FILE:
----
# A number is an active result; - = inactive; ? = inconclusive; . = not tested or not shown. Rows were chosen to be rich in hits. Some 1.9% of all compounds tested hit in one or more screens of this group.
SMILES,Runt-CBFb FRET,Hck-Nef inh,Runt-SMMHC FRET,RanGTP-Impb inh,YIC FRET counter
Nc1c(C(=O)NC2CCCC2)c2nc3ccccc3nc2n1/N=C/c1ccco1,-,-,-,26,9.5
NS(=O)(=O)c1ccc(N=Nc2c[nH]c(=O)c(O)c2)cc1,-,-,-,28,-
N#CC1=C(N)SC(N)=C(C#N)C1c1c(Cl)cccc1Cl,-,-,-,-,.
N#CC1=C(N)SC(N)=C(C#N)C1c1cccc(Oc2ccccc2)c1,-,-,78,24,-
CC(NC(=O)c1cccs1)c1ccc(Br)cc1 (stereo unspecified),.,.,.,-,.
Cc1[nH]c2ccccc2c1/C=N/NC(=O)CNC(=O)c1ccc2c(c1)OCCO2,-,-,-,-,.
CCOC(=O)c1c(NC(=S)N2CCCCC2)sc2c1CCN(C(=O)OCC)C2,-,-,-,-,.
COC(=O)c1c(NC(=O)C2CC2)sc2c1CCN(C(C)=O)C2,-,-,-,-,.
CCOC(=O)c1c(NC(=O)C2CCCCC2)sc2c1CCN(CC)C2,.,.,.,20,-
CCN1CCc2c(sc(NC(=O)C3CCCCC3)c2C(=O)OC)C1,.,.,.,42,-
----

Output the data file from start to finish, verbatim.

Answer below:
# A number is an active result; - = inactive; ? = inconclusive; . = not tested or not shown. Rows were chosen to be rich in hits. Some 1.9% of all compounds tested hit in one or more screens of this group.
SMILES,Runt-CBFb FRET,Hck-Nef inh,Runt-SMMHC FRET,RanGTP-Impb inh,YIC FRET counter
Nc1c(C(=O)NC2CCCC2)c2nc3ccccc3nc2n1/N=C/c1ccco1,-,-,-,26,9.5
NS(=O)(=O)c1ccc(N=Nc2c[nH]c(=O)c(O)c2)cc1,-,-,-,28,-
N#CC1=C(N)SC(N)=C(C#N)C1c1c(Cl)cccc1Cl,-,-,-,-,.
N#CC1=C(N)SC(N)=C(C#N)C1c1cccc(Oc2ccccc2)c1,-,-,78,24,-
CC(NC(=O)c1cccs1)c1ccc(Br)cc1 (stereo unspecified),.,.,.,-,.
Cc1[nH]c2ccccc2c1/C=N/NC(=O)CNC(=O)c1ccc2c(c1)OCCO2,-,-,-,-,.
CCOC(=O)c1c(NC(=S)N2CCCCC2)sc2c1CCN(C(=O)OCC)C2,-,-,-,-,.
COC(=O)c1c(NC(=O)C2CC2)sc2c1CCN(C(C)=O)C2,-,-,-,-,.
CCOC(=O)c1c(NC(=O)C2CCCCC2)sc2c1CCN(CC)C2,.,.,.,20,-
CCN1CCc2c(sc(NC(=O)C3CCCCC3)c2C(=O)OC)C1,.,.,.,42,-